Zeta-Jones shows other side
THE WASHINGTON TIMES
Catherine Zeta-Jones feels a kind of kinship to the main character in Steven Spielberg's "The Terminal," a lighthearted saga about an Eastern European stranded in a New York airport because of visa problems.
"I was a complete alien to this country, overwhelmed by the size of it," says the smokily-accented actress and cell phone hawker, 34, who grew up in a Welsh fishing village.
"I've always felt, and I still do, that America has very big open arms. It works for it, and it works against it," she says.
"Soon, I realized I was just like everyone else. I've always felt that was the most appealing thing about America. A lot of countries are so deep into the class structure, but here you can be from any class and still reach the heights."
And reach the heights she has: an Oscar for her song-and-dance triumph in "Chicago" (2002), and a dream Hollywood marriage to Michael Douglas, with whom she has two children.
Although, at this moment — she's on the phone from Los Angeles — there's something very unglamorous happening to Miss Zeta-Jones.
"So that's what's been digging into my side all day," she says, reporting she's just found the "biggest dry-cleaning ticket" stapled to her top.
That's nothing: "I've walked out with price tags still on my back," she says.
Such is the side of herself she's been hoping to reveal to audiences. "I've been looking for that regular-girl role for a while," she says.
"I'm much more klutzy and insecure than I let on."
Miss Zeta-Jones' American breakthrough came in 1998 as the swashbuckling Elena in "The Mask of Zorro," followed by an equally physical workout in "Entrapment."
Even in "Traffic," her first prestige performance as a drug lord's wife, her character took on a dark, violent tone.
In "The Terminal," she plays a slightly wifty, lovelorn international flight attendant who starts to fall for Tom Hanks' hapless Slavic visitor, Viktor Navorski.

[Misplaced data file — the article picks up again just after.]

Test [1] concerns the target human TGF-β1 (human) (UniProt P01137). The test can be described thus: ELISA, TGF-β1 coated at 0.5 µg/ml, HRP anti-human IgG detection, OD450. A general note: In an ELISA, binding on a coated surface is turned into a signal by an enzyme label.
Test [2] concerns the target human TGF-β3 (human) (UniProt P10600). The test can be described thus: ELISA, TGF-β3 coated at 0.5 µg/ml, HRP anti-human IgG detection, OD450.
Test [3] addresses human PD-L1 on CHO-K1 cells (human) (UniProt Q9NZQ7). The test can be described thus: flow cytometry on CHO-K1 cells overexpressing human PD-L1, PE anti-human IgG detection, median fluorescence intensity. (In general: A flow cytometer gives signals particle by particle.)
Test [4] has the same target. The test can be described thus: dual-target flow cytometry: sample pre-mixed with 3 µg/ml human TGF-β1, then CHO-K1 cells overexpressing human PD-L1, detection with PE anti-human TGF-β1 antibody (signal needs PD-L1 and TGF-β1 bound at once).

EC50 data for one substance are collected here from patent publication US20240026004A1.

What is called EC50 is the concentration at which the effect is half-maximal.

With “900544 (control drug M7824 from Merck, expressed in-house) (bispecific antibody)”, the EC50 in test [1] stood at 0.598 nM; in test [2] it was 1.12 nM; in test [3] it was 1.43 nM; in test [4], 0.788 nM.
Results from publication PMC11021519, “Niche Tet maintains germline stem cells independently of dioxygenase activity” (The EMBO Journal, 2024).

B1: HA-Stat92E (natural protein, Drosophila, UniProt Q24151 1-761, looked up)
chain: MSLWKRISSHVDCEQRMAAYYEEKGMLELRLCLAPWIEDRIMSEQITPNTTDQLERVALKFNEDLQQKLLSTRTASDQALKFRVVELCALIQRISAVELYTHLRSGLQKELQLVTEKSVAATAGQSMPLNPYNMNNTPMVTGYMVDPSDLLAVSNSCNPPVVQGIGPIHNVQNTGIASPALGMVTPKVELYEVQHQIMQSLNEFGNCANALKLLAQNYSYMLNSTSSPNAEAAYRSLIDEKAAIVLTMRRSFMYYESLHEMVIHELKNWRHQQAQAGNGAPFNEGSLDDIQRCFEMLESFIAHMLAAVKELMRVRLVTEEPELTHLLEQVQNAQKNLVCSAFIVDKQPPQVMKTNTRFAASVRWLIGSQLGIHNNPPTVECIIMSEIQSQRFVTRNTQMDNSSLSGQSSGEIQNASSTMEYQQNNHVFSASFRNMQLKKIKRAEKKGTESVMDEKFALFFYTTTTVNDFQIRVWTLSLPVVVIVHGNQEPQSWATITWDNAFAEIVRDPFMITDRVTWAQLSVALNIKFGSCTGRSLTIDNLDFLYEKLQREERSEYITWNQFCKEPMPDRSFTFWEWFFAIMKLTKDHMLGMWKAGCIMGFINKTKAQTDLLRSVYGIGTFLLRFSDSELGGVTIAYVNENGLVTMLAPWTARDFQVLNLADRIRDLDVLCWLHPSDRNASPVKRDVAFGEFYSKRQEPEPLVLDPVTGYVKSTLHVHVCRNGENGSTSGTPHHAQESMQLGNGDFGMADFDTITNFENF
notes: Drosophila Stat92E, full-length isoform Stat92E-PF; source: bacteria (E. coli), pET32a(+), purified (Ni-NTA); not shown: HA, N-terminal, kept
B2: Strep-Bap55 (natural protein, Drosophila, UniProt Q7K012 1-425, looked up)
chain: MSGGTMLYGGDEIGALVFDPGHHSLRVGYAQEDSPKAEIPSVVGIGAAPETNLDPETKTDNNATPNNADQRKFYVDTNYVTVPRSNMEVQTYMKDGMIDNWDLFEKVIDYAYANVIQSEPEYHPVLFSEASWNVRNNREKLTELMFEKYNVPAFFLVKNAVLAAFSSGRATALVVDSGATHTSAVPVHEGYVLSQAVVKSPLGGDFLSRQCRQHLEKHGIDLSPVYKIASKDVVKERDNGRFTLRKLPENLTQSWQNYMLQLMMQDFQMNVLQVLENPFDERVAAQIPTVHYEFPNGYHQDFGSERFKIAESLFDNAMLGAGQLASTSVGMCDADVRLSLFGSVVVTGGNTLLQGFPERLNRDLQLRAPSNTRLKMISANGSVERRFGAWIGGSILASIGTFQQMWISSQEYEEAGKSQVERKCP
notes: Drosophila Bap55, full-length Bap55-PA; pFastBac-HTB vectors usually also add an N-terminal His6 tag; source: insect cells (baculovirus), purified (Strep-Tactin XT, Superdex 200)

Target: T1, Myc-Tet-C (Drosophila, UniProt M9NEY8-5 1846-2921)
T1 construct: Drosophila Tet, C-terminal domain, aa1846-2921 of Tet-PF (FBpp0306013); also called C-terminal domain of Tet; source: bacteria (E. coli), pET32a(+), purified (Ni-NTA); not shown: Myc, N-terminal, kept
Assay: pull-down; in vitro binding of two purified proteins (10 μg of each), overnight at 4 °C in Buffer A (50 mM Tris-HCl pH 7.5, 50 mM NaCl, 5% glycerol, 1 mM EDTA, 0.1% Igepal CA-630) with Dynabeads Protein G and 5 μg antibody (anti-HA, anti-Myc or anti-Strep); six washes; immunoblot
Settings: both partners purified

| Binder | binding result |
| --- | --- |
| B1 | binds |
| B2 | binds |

Mr. Spielberg "wanted to see me in a vulnerable role," she says. "I was flattered that he was even considering me for any role."
Her first day on the Palmdale, Calif., set: "Terrified."
Mr. Spielberg "came into my makeup trailer and said, 'Someone told me that you're really nervous, and that's just nuts.'
"He's the sweetest, nicest guy you'll ever meet," she says, adding, "I thought this was a surprising choice for Steven."
"The Terminal" follows 2002's "Catch Me If You Can," the first sign of returning lightheartedness in Mr. Spielberg, who, beginning with "Schindler's List," hewed to big and solemn themes — slavery ("Amistad"), D-Day ("Saving Private Ryan") and brave-new-world morality ("A.I.: Artificial Intelligence," "Minority Report").
"It's always something that he wanted to do, and it came to fruition with Tom [Hanks] attached," Miss Zeta-Jones says of the "Terminal" project.
True to form, Mr. Spielberg spared no expense in the construction of a faux-airport terminal designed to look like New York's John F. Kennedy International Airport, complete with escalators, a giant schedule display board and a bevy of retail stores.
"It was like 'The Truman Show,' " she says of the set, referring to the fantasy movie in which Jim Carrey is trapped unwittingly in a make-believe world.
"I was shocked by its size and attention to detail."
Of course, as a world famous actress with transnational roots, Miss Zeta-Jones is herself a quasi-citizen of airports. And the hyper-aware, post-September 11 security atmosphere at airports provides the subtext of "The Terminal."
"You basically have to disrobe now," Miss Zeta-Jones quips.
If the movie gently suggests the new measures are excessive and unwelcomingly paranoid, she won't say so.
Quite the opposite, in fact.
"I don't care. As long as we're safe."